by Matt Barbato | Gateless
Home prices in areas most prone to natural hazards are rising substantially, according to a report from ATTOM Data Solutions.
The median price of a house in cities with the highest risk of a natural disaster more than doubled in the last five years, according to the report. The report indexed the risk of natural disasters in more than 22,000 cities and evaluated housing trends in 3,441 cities.
Home prices rose 65% in the riskiest cities in terms of natural hazard risk. On the other hand, home prices rose by only 32% in lower risk cities.
The study reports there are nearly 14 million single-family homes and condos in areas categorized with a “very high,” natural disaster risk rating. The average value of those homes is $538,000. There are about 9.5 million homes in cities given “very low,” risk ratings by ATTOM and the average value of those properties is $270,336.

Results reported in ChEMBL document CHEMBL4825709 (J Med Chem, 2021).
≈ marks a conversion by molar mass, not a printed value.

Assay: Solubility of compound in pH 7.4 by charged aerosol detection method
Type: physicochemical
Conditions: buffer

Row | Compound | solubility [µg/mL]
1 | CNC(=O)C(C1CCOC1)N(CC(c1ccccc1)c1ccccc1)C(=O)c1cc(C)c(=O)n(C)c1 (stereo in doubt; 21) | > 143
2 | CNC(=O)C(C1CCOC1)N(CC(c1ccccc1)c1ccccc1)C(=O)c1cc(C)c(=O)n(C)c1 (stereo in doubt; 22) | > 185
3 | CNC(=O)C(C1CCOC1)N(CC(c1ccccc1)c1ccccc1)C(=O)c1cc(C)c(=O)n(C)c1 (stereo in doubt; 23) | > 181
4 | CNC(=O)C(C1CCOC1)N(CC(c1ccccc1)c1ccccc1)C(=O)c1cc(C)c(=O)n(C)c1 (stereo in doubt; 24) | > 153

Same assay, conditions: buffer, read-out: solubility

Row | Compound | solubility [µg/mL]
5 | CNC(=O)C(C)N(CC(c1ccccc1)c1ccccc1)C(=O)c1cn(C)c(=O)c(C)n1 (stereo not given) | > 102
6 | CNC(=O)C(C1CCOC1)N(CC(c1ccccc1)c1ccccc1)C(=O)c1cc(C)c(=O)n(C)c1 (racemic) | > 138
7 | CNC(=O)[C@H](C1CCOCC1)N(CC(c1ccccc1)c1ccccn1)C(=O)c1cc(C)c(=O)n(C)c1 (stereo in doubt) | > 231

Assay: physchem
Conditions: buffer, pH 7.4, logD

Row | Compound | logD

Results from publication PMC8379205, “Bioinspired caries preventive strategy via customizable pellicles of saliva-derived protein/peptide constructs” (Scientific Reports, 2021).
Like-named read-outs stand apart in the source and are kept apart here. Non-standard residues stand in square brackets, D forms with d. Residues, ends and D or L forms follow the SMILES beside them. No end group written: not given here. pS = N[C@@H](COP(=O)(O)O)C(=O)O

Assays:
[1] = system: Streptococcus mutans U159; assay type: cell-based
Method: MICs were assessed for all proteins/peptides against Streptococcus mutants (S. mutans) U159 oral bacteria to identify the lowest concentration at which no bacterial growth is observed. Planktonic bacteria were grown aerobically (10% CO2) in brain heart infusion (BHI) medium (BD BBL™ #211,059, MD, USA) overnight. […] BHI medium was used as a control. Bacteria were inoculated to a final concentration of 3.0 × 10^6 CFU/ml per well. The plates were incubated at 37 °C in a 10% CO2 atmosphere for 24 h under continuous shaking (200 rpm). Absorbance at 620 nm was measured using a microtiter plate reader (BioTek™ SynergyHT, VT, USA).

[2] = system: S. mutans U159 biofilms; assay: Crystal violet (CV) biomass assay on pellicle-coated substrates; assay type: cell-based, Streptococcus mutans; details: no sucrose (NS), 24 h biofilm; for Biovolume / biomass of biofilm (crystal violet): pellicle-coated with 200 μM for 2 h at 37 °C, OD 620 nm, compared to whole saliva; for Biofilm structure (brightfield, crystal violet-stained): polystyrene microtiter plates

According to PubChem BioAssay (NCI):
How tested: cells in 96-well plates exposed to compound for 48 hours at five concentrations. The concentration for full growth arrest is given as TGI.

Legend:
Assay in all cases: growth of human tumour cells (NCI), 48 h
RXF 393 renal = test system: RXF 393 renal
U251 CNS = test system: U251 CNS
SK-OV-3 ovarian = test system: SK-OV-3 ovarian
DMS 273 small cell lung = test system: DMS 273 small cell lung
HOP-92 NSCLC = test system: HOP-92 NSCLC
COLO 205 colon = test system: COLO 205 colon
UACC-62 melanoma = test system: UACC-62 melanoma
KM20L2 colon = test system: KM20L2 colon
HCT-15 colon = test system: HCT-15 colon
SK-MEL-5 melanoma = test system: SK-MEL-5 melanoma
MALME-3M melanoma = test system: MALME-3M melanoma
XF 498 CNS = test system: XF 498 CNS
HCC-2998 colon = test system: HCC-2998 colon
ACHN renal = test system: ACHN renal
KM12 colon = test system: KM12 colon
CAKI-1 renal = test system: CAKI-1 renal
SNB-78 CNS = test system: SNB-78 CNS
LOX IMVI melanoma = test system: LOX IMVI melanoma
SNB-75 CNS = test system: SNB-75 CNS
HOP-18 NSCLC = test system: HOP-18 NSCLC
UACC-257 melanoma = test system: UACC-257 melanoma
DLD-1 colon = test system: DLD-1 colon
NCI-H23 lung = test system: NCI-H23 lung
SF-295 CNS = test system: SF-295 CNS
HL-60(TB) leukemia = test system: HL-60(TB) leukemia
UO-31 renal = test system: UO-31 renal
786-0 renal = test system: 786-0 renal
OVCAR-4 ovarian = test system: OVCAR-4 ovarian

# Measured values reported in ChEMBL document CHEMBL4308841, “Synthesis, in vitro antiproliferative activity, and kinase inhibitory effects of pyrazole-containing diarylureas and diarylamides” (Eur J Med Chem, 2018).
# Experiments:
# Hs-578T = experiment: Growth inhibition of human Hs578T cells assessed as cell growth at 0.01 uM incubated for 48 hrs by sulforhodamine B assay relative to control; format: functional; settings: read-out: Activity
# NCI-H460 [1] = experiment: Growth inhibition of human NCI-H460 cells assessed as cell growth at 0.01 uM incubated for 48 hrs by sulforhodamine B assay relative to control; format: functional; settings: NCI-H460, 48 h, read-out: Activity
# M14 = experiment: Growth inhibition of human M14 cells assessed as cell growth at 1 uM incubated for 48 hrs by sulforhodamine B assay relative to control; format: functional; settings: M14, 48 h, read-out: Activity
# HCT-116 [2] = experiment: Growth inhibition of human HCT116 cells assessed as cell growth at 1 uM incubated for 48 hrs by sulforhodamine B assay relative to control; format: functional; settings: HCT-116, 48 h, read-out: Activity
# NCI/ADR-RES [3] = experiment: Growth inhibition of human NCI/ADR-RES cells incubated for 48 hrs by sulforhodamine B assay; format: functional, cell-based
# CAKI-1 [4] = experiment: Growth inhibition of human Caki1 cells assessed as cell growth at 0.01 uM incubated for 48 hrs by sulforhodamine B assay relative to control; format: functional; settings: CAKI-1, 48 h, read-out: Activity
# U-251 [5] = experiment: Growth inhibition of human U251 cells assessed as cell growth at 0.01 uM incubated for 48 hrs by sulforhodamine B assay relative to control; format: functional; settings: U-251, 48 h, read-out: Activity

The demand for homes in these dangerous locations is still high despite the inherent risk. Homeowners in cities within the highest risk areas have a 32% home equity stake on average while lower equity owners in low-risk cities only have a 21% equity stake. ATTOM also says homeowners in these highly hazardous spots have been homeowners for a longer period of time on average than those in less risky locations.
According to the study, the cities with populations of at least 500,000 that had the highest natural hazard safety risks were Oklahoma City, San Jose, Los Angeles, Bakersfield, and Seattle. The safest cities with those same parameters were Philadelphia, Phoenix, Buffalo, Orlando and Brooklyn.
This report comes after Hurricanes Harvey and Irma did serious damage to Texas and Florida, respectively. A new hurricane, Maria, is currently ravaging the Caribbean and has a slight chance of making landfall in the United States.